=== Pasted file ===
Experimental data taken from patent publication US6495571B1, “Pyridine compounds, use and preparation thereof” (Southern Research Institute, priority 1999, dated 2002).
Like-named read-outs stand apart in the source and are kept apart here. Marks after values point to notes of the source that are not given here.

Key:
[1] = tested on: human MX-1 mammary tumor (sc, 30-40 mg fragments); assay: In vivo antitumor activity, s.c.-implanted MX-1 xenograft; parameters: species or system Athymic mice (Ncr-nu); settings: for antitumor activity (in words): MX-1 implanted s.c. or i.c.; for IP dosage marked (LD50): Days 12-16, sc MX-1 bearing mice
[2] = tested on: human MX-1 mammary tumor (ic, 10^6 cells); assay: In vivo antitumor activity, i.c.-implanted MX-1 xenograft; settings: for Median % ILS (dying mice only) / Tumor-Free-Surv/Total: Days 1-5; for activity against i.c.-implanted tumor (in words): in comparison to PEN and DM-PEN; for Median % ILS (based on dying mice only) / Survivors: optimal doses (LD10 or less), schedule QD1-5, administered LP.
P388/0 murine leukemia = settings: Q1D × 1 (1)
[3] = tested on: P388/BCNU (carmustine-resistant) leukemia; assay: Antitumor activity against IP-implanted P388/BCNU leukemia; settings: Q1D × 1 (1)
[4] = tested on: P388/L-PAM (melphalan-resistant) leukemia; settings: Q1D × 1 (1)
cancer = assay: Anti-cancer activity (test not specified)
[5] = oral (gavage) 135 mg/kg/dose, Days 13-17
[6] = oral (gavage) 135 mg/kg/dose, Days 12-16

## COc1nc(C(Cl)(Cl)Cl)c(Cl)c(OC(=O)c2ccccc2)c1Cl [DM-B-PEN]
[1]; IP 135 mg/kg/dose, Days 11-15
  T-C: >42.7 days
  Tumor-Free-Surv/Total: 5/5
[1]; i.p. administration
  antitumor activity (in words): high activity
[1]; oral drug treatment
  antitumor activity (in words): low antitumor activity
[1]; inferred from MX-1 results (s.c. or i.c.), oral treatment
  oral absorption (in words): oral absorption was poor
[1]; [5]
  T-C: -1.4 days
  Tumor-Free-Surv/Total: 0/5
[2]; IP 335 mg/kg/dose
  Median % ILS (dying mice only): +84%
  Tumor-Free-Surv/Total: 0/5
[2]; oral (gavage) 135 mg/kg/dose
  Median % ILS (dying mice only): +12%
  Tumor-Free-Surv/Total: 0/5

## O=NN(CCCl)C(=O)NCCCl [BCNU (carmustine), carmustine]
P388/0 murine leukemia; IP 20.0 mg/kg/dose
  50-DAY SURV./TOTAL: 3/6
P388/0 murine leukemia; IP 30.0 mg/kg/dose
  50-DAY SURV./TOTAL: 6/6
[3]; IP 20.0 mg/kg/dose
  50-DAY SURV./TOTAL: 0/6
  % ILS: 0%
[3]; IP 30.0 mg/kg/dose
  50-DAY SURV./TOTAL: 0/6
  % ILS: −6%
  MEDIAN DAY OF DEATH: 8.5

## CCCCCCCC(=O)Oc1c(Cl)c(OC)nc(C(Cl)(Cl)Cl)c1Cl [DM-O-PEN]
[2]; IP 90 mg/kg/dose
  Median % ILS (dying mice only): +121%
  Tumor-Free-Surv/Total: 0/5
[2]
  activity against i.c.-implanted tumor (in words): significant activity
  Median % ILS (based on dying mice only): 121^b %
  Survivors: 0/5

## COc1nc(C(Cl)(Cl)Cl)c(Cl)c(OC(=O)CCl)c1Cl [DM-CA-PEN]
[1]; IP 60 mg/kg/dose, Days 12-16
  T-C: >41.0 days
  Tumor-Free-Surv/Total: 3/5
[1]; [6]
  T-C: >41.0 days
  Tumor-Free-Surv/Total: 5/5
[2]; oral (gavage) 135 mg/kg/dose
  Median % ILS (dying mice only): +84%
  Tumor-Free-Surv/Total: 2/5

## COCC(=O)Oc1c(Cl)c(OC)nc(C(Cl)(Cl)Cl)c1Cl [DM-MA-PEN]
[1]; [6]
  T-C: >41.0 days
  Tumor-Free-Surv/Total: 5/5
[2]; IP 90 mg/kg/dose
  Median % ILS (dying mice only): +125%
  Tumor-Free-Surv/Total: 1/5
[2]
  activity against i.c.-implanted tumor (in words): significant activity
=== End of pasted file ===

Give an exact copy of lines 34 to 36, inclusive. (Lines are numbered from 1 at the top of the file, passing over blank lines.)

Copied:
P388/0 murine leukemia; IP 30.0 mg/kg/dose
  50-DAY SURV./TOTAL: 6/6
[3]; IP 20.0 mg/kg/dose